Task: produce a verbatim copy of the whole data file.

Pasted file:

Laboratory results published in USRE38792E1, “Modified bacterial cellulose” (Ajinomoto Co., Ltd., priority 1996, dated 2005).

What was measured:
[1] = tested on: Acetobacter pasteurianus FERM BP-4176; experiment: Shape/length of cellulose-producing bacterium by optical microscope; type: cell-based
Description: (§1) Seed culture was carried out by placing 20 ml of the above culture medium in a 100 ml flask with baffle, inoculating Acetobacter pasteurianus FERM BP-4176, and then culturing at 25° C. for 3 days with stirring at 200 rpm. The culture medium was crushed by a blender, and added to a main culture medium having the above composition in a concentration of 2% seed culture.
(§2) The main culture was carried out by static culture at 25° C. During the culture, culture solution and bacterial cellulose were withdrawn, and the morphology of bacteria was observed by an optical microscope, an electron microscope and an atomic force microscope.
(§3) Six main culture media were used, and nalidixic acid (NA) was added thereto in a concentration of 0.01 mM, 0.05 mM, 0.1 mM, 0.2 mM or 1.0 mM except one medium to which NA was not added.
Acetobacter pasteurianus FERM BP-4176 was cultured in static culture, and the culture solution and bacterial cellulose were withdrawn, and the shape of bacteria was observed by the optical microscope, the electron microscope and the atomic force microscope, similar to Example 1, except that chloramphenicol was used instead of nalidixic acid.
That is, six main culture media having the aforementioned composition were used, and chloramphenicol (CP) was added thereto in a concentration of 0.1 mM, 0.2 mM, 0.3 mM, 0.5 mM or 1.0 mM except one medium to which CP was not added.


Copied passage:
Laboratory results published in USRE38792E1, “Modified bacterial cellulose” (Ajinomoto Co., Ltd., priority 1996, dated 2005).

What was measured:
[1] = tested on: Acetobacter pasteurianus FERM BP-4176; experiment: Shape/length of cellulose-producing bacterium by optical microscope; type: cell-based
Description: (§1) Seed culture was carried out by placing 20 ml of the above culture medium in a 100 ml flask with baffle, inoculating Acetobacter pasteurianus FERM BP-4176, and then culturing at 25° C. for 3 days with stirring at 200 rpm. The culture medium was crushed by a blender, and added to a main culture medium having the above composition in a concentration of 2% seed culture.
(§2) The main culture was carried out by static culture at 25° C. During the culture, culture solution and bacterial cellulose were withdrawn, and the morphology of bacteria was observed by an optical microscope, an electron microscope and an atomic force microscope.
(§3) Six main culture media were used, and nalidixic acid (NA) was added thereto in a concentration of 0.01 mM, 0.05 mM, 0.1 mM, 0.2 mM or 1.0 mM except one medium to which NA was not added.
Acetobacter pasteurianus FERM BP-4176 was cultured in static culture, and the culture solution and bacterial cellulose were withdrawn, and the shape of bacteria was observed by the optical microscope, the electron microscope and the atomic force microscope, similar to Example 1, except that chloramphenicol was used instead of nalidixic acid.
That is, six main culture media having the aforementioned composition were used, and chloramphenicol (CP) was added thereto in a concentration of 0.1 mM, 0.2 mM, 0.3 mM, 0.5 mM or 1.0 mM except one medium to which CP was not added.